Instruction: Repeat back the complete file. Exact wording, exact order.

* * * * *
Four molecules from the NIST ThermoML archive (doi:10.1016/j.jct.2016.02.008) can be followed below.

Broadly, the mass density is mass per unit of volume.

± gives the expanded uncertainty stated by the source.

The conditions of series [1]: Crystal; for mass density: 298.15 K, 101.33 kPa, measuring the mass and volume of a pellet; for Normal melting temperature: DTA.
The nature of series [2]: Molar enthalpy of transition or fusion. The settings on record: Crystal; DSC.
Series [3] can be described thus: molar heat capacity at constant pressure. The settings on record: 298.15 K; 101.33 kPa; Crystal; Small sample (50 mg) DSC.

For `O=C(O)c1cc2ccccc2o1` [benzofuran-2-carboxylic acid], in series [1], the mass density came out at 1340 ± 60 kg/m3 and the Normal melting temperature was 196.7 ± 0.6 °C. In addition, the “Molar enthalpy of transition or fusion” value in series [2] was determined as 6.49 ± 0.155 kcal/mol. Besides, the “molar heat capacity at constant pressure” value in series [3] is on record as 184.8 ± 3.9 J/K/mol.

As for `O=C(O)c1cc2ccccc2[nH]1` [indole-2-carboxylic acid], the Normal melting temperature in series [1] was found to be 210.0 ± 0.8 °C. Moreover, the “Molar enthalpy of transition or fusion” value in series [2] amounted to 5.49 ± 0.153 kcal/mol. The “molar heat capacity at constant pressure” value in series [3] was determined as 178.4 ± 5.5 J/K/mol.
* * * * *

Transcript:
Four molecules from the NIST ThermoML archive (doi:10.1016/j.jct.2016.02.008) can be followed below.

Broadly, the mass density is mass per unit of volume.

± gives the expanded uncertainty stated by the source.

The conditions of series [1]: Crystal; for mass density: 298.15 K, 101.33 kPa, measuring the mass and volume of a pellet; for Normal melting temperature: DTA.
The nature of series [2]: Molar enthalpy of transition or fusion. The settings on record: Crystal; DSC.
Series [3] can be described thus: molar heat capacity at constant pressure. The settings on record: 298.15 K; 101.33 kPa; Crystal; Small sample (50 mg) DSC.

For `O=C(O)c1cc2ccccc2o1` [benzofuran-2-carboxylic acid], in series [1], the mass density came out at 1340 ± 60 kg/m3 and the Normal melting temperature was 196.7 ± 0.6 °C. In addition, the “Molar enthalpy of transition or fusion” value in series [2] was determined as 6.49 ± 0.155 kcal/mol. Besides, the “molar heat capacity at constant pressure” value in series [3] is on record as 184.8 ± 3.9 J/K/mol.

As for `O=C(O)c1cc2ccccc2[nH]1` [indole-2-carboxylic acid], the Normal melting temperature in series [1] was found to be 210.0 ± 0.8 °C. Moreover, the “Molar enthalpy of transition or fusion” value in series [2] amounted to 5.49 ± 0.153 kcal/mol. The “molar heat capacity at constant pressure” value in series [3] was determined as 178.4 ± 5.5 J/K/mol.